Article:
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Staring Natalie Portman, Mila Kunis, Vincent Cassel and
Winona Ryder, Black Swan was called by The Boston
Phoenix, “a symphony of opposites.” Directed by Darren Aronofsky, the film
was dark as always and therefore rated R. It was released nationwide on
December 17, 2010.
Black Swan is a story of a ballerina, Nina
(Portman), who dances for the New York City Ballet Company and desires to win
the lead role of the swan queen in the upcoming performance of Swan
Lake. Thomas (Cassel), the company’s director, forces Beth (Ryder), who has
long been the queen of the company, to retire. He then gives the role of the
swan queen to Nina, regardless of the fact that she danced poorly in her
Thomas decided to do a rendition of the classic ballet,
where he casts the white swan and the black swan as the same person. The white
swan is beautiful, frail and good where the black swan is seductive, wild and
evil. He encourages Nina to lose control and stop trying to be a perfect dancer
when she plays the black swan. There is also a new dancer in the company, Lily
(Kunis), who is just what Thomas desires the part of the black swan to be.
As Nina seeks to embrace her inner black swan, she begins to
lose control to the point of madness. She literally becomes the dual
personality that Thomas’ ballet is trying to impress, the white and black swan
intertwined into one person.
This movie is packed full of interesting themes and here are
First, there is an idea that childishness and weakness are
associated with goodness, and adult-like activities and strength are associated
In the beginning, Nina is the perfect white swan. She lives
with her mother late into her twenties and she still has a cute pink bedroom
filled with stuffed animals. Her mother always comes to her room to say
goodnight at bedtime. Nina doesn’t have a boyfriend or any sexual desires
toward anyone. She holds her mother in high regard and always obeys her.
However, as the movie progresses and she begins to transform
into the black swan, she goes out to a club with Lily and she gets drunk and
high and has sex with a few guys. She comes home late into the night and after
a disrespectful conversation with her concerned mother, Nina goes with Lily to
her room and they have lesbian sex. I noted that these are the only scenes in
the entire movie where Nina doesn’t look stressed, worried and scared; she was
This leads to the second theme. Although one would think
that loosening up would do Nina some good, it ends up destroying her. As Nina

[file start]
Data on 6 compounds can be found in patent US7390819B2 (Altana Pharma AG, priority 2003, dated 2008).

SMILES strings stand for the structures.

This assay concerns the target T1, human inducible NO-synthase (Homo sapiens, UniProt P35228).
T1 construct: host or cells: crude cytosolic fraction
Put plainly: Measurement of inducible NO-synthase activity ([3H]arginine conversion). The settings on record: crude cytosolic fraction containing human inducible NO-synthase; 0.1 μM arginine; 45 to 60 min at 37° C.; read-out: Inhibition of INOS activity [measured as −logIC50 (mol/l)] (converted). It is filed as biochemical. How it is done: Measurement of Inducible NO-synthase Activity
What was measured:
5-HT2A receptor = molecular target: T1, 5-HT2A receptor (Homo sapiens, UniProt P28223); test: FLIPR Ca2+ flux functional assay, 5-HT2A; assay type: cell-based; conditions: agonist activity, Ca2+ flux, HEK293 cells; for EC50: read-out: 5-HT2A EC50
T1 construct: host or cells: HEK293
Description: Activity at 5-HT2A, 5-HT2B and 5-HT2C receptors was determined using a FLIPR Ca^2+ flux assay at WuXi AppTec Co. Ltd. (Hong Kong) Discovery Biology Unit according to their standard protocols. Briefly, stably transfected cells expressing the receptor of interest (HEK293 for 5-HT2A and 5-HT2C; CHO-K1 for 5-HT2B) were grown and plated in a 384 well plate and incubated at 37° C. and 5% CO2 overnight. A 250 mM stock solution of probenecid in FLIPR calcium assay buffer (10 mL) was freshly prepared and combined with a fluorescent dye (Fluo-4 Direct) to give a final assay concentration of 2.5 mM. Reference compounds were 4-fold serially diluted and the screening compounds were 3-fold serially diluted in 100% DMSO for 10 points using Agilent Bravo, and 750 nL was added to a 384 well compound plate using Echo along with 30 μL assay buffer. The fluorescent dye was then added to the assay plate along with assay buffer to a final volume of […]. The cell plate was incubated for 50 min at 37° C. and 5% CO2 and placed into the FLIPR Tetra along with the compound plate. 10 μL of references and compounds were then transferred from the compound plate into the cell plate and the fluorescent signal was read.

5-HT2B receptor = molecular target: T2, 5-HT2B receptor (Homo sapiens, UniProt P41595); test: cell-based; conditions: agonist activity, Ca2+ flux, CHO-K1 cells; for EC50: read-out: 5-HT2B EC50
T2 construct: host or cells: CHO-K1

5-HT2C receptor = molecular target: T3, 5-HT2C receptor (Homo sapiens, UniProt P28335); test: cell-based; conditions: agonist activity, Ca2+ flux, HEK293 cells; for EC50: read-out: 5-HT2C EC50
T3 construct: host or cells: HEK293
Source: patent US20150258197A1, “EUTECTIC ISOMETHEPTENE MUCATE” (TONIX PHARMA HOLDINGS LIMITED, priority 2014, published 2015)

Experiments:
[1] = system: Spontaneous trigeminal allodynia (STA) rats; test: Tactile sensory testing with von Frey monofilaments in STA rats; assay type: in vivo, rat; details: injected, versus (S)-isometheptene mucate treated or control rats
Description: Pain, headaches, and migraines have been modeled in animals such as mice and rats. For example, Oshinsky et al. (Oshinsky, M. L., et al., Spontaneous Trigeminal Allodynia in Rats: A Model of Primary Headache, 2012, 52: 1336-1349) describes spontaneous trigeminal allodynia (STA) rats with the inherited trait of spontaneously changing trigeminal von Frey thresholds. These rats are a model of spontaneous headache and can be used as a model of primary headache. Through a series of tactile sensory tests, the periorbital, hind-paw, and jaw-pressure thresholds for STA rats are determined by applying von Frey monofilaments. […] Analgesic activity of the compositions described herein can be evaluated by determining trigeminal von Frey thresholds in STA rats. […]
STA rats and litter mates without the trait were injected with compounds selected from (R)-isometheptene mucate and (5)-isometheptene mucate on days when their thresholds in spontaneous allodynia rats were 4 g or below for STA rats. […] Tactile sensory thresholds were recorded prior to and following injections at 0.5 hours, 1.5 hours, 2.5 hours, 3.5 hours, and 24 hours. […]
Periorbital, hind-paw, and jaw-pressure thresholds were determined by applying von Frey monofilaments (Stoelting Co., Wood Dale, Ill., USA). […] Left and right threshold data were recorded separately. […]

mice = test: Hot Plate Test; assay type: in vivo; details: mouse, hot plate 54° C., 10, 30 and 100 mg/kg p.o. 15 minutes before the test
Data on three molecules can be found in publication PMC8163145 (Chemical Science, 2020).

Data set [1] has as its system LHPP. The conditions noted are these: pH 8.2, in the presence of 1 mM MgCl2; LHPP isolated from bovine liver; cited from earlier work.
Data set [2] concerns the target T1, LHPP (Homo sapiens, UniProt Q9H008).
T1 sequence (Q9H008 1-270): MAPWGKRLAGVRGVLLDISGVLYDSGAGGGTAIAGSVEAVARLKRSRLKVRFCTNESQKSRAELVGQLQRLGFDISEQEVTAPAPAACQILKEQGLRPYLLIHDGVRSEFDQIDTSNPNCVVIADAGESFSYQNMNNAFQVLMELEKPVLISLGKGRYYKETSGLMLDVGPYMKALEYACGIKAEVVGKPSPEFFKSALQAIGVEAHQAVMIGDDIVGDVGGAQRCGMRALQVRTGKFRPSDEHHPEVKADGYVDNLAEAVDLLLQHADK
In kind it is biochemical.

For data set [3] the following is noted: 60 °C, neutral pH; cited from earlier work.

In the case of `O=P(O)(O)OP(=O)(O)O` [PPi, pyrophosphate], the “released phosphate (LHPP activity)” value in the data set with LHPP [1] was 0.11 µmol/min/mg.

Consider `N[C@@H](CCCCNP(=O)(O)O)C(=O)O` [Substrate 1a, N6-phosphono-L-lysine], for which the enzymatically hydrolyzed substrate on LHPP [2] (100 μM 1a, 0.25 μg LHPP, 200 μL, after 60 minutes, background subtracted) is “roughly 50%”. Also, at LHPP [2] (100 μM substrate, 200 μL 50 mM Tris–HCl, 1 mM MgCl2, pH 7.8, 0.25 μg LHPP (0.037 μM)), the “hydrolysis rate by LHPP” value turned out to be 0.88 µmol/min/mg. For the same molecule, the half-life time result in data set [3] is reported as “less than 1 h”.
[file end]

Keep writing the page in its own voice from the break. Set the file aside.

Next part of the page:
begins to “grow up” and “live a little”, she also begins to have severe
hallucinations and she starts cutting herself, mistreating and harming her
mother and hallucinating homicides. She also simultaneously becomes much more
sexually appealing to her director.
Nina as the black swan
Towards the beginning of the film, Thomas is talking about
why Beth was so interesting to watch as a dancer. He said that it was because
she had such a dark side but “she is so damn destructive” and this is why he
had to make her retire. Her destructive nature made Beth a great dancer, yet it
ruined her character, and at the end of the movie, Nina comes to the same fate.
Another interesting factor in the film was that Nina had no
one to turn to with her troubled mind. Lily offered to listen to Nina a few times
and she even stood up for Nina to Thomas and Nina’s controlling mother. Nina
let go of the controls in some areas of her life, but she never let anyone
inside her head, to help her deal with the intense pressure that the ballet was
pressing on her. There is this irony of Nina being so in control, yet so
utterly helpless to all the chaotic events that are spiraling in life.
In a violent scene with her mother who is trying to
encourage her to give up the part of the black and white swan, her mother
cries, “What happened to my sweet girl?” to which Nina replies, “She’s gone.”
Nina traded her “good”, up-tight self, for her destructive, wild counter ego.
Nina as the white swan
Nina let go of her control by giving in to the evil
force that was tormenting her. At the end of the movie, she kills herself, just
like the white swan does at the end of Swan Lake. Perhaps this is a
picture of the way that she killed the “sweet little girl” in order to become
the black swan.
Over all, if you are not easily creeped out by bizarre and
disturbing images, you are not offended by homosexual sex scenes, and you like
films that play with your mind, then you will probably enjoy this movie.